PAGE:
By Lisa Evans
Stroll through the charming New England village of Bethel, CT and you’ll very soon catch sight of the cheery store windows arranged by Kim Ramsey, owner of The Toy Room, an independent retailer offering toys and games for infants, girls and boys. Celebrating their 10th anniversary in business in 2016, Ramsey’s store is a magnet to families of all stripes and a mainstay in the town’s local merchant scene.
Even prior to founding her store, Ramsey had retail on her mind. “I had always wanted to open my own store. I don’t know if I ever really knew what kind of a store I’d want to have, but then one day I said to my husband, Chris, ‘I know – I think I’ll open a TOY store.’ He said, ‘where did that come from?” and I said, ‘I don’t know, but it sure sounds like fun, doesn’t it?” she laughingly recounts. In fact, Ramsey’s retail dreams reached further back than even she remembered. “A friend’s mom, a friend from back in 3rd grade, her mom recently reminded me that her daughter and I used to play outside, setting up a store out in the back yard and we’d be out there for hours playing store.” She continues, “I didn’t remember having done that, but evidently, I’ve had it in my mind to have a store for longer than I even realized.”
Launched in 2006, The Toy Room began its retail life in a small nearby location, but moved to their current space in 2008, in the teeth of the recession. “Our lease ended and this space, right here in the town center, presented itself. It was, in hindsight, maybe a risky thing to do because the economy was tanking. The timing wasn’t the best, but here we were expanding,” Ramsey remembers. “As moves go, it was right across the street, but now we were much more visible and less tucked away where people might not have found us before. At the time, I figured the pay-off would be that we’d be more visible, and in the long run, I think it really was a good thing. I think we were able to stay in business through the worst of the economic crisis because we are so visible. If we had stayed in our first location, tucked away, I don’t think the sales would have been there. We wouldn’t have made it.”
The Toy Room has earned a golden reputation among the village’s kids – and parents alike. Known as the ‘go-to’ location for finding unique gifts and games, Ramsey explains how she developed what she calls her concierge service. “It kind of started with one person calling me and saying, “I have a weird question for you…” Ramsey smilingly remembers. “They said something like, ‘if I were to ask you to pick out a gift, could you wrap it and have it ready for me to pick up later and I can give you my credit card number?’
“I have to say, those are may favorite calls,” Ramsey laughs, “I take the card number, ask who the gift is for, the age of the child, boy or a girl, and then it’s ready when they need it. I’m the gift concierge. It’s funny – it all started with a couple of people. And you know, the first few people obviously told other people, it all spread through word of mouth. It didn’t take much time at all before I started getting calls from people saying ‘my friend told me I should give you a call…’ so it really was the customers who started it and got it all going. And fun for me, it’s really taken off.” Ramsey also uses social media to boost her store sales, frequently posting pictures of newly arrived products and special deals to the store’s Facebook and Instagram accounts. Many area residents are able to interact with the store online, emailing or posting to reserve or advance order a particular hot item, like a recent run on a physics scientific kit needed by 7th grade middle school students.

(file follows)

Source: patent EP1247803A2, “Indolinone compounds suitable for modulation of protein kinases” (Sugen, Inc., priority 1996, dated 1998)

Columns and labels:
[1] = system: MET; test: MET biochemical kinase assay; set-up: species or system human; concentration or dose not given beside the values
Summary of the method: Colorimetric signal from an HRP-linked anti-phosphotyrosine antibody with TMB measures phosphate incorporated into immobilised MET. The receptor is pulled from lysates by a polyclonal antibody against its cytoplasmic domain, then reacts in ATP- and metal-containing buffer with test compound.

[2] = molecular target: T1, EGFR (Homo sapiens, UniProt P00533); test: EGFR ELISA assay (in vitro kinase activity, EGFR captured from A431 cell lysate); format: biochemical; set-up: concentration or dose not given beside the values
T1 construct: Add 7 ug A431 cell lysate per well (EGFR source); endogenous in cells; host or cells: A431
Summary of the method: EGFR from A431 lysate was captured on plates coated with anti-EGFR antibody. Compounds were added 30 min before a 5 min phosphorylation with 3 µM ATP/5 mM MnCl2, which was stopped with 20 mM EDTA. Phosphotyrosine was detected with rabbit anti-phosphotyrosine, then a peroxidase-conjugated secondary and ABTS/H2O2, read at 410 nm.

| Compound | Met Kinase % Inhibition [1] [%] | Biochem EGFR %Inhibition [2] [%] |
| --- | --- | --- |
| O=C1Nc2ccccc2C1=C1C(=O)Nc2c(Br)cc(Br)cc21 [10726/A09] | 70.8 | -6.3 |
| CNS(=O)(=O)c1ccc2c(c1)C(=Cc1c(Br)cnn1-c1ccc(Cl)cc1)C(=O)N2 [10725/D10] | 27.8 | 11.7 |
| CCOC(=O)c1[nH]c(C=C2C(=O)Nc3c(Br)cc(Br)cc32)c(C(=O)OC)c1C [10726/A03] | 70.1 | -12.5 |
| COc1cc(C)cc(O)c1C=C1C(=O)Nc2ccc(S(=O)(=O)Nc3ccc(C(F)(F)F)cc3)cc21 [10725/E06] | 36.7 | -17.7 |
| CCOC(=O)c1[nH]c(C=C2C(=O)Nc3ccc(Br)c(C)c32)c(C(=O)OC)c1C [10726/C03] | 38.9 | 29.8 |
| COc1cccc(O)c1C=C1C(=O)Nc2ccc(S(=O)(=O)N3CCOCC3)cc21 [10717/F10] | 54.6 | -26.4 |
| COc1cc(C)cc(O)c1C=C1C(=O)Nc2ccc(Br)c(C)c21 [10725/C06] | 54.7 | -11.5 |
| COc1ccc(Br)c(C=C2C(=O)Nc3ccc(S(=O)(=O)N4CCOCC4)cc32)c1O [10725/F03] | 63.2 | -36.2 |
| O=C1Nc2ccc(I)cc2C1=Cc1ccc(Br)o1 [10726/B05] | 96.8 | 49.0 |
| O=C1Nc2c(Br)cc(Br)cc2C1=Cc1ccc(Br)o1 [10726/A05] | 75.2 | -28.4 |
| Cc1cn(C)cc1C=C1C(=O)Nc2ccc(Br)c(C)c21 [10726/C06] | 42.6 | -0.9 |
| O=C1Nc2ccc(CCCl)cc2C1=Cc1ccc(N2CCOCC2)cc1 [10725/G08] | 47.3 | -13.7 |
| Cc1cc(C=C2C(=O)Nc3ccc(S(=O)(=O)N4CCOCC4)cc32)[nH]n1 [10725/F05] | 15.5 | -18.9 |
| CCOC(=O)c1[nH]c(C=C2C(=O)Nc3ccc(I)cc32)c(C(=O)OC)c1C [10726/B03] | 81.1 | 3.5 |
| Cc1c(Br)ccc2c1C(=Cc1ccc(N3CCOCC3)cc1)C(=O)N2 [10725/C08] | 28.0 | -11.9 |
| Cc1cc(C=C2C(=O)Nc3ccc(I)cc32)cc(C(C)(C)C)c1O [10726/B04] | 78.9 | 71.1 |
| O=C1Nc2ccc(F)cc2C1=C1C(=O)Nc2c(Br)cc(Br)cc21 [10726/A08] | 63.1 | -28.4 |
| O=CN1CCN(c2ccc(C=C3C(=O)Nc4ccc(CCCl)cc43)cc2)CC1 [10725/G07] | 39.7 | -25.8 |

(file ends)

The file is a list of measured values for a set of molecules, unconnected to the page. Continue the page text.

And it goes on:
In fact, The Toy Room’s reputation for fantastic service is just one of the store’s charms. Ramsey is a firm believer in supporting local business, frequently sourcing her toys and gift items from her fellow Connecticut –based manufacturers and game developers. “I know I can’t compete with the big guys so I make a point of looking for local things, and carrying them,” she states. “It’s great when I can find a high quality product that’s made right here – it’s a win-win for all of us. Sometimes it falls into your lap, which is great, sometimes you have a to dig a little, but it’s worth it.”
An active member of the local Chamber of Commerce since the store first opened its doors, Ramsey participates in many town sponsored events and charitable works, all with an aim to supporting the Buy Local movement. “I think it’s a challenge, sometimes, to get people to want to shop local. Product and service wise, we local merchants are much better than the big box stores, we know it. Once you get people in the doors, they know it, too, but the challenge is just breaking through. It’s getting people to realize that it really is important to shop the downtown stores and maintain the community. We have to keep trying.”
Participating in events like the annual Summertime Where’s Waldo seek-and-find challenge, the Scotty Fund, a local picnic raising funds for a town-wide family charitable trust, and routinely acting as a sponsor for multiple school and community related fundraisers, Ramsey’s heart is in her business and in her community. The Bethel Chamber of Commerce launched a new website in the past months, focused on promoting events and information on local businesses. “That’s helping a lot to make sure everyone knows what we’re doing.” Ramsey offers, “I think that’s the turning point – getting the information out across the whole town. That is making an impact.”
When asked what she’s most proud of in her ten years of local retailing, Ramsey doesn’t miss a beat. “I’m still here after ten years,” she laughs, “I’ve been able to survive. And I still love it as much after ten years as I did when I first started. I’m still just as happy now as I was then. I really do love it.”